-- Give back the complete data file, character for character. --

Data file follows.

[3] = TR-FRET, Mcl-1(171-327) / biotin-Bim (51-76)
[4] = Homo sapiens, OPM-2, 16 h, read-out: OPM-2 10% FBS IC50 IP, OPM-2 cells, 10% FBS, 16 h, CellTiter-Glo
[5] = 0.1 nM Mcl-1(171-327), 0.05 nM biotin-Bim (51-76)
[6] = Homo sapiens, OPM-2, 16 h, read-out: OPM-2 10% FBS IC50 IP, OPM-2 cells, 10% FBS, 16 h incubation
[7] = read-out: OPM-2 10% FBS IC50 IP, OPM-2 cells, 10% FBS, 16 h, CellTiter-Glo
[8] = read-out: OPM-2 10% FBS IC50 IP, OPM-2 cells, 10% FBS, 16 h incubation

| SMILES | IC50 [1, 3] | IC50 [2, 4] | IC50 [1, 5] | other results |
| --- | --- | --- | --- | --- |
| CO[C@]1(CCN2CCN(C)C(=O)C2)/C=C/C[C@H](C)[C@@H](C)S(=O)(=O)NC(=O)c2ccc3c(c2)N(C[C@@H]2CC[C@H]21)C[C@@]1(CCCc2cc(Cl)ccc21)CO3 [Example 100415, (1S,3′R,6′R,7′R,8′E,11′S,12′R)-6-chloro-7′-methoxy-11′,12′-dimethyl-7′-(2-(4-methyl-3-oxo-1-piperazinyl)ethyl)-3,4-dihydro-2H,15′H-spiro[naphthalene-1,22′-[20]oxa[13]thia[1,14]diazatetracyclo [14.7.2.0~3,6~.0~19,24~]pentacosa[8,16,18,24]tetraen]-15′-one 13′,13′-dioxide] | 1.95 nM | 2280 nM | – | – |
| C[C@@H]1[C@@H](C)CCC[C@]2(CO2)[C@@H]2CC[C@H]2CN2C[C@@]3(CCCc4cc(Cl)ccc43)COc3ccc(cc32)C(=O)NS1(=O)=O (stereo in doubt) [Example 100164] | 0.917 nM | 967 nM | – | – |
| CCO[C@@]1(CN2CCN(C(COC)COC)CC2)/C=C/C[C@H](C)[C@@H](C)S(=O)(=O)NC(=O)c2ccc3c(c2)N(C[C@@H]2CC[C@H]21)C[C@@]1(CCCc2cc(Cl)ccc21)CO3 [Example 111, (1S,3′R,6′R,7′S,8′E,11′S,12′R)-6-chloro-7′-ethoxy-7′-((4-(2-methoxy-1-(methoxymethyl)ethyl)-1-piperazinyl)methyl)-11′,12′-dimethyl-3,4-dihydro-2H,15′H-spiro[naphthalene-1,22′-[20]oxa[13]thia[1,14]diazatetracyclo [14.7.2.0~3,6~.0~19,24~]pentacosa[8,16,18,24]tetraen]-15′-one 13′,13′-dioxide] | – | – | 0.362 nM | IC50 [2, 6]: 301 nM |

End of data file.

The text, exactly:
[3] = TR-FRET, Mcl-1(171-327) / biotin-Bim (51-76)
[4] = Homo sapiens, OPM-2, 16 h, read-out: OPM-2 10% FBS IC50 IP, OPM-2 cells, 10% FBS, 16 h, CellTiter-Glo
[5] = 0.1 nM Mcl-1(171-327), 0.05 nM biotin-Bim (51-76)
[6] = Homo sapiens, OPM-2, 16 h, read-out: OPM-2 10% FBS IC50 IP, OPM-2 cells, 10% FBS, 16 h incubation
[7] = read-out: OPM-2 10% FBS IC50 IP, OPM-2 cells, 10% FBS, 16 h, CellTiter-Glo
[8] = read-out: OPM-2 10% FBS IC50 IP, OPM-2 cells, 10% FBS, 16 h incubation

| SMILES | IC50 [1, 3] | IC50 [2, 4] | IC50 [1, 5] | other results |
| --- | --- | --- | --- | --- |
| CO[C@]1(CCN2CCN(C)C(=O)C2)/C=C/C[C@H](C)[C@@H](C)S(=O)(=O)NC(=O)c2ccc3c(c2)N(C[C@@H]2CC[C@H]21)C[C@@]1(CCCc2cc(Cl)ccc21)CO3 [Example 100415, (1S,3′R,6′R,7′R,8′E,11′S,12′R)-6-chloro-7′-methoxy-11′,12′-dimethyl-7′-(2-(4-methyl-3-oxo-1-piperazinyl)ethyl)-3,4-dihydro-2H,15′H-spiro[naphthalene-1,22′-[20]oxa[13]thia[1,14]diazatetracyclo [14.7.2.0~3,6~.0~19,24~]pentacosa[8,16,18,24]tetraen]-15′-one 13′,13′-dioxide] | 1.95 nM | 2280 nM | – | – |
| C[C@@H]1[C@@H](C)CCC[C@]2(CO2)[C@@H]2CC[C@H]2CN2C[C@@]3(CCCc4cc(Cl)ccc43)COc3ccc(cc32)C(=O)NS1(=O)=O (stereo in doubt) [Example 100164] | 0.917 nM | 967 nM | – | – |
| CCO[C@@]1(CN2CCN(C(COC)COC)CC2)/C=C/C[C@H](C)[C@@H](C)S(=O)(=O)NC(=O)c2ccc3c(c2)N(C[C@@H]2CC[C@H]21)C[C@@]1(CCCc2cc(Cl)ccc21)CO3 [Example 111, (1S,3′R,6′R,7′S,8′E,11′S,12′R)-6-chloro-7′-ethoxy-7′-((4-(2-methoxy-1-(methoxymethyl)ethyl)-1-piperazinyl)methyl)-11′,12′-dimethyl-3,4-dihydro-2H,15′H-spiro[naphthalene-1,22′-[20]oxa[13]thia[1,14]diazatetracyclo [14.7.2.0~3,6~.0~19,24~]pentacosa[8,16,18,24]tetraen]-15′-one 13′,13′-dioxide] | – | – | 0.362 nM | IC50 [2, 6]: 301 nM |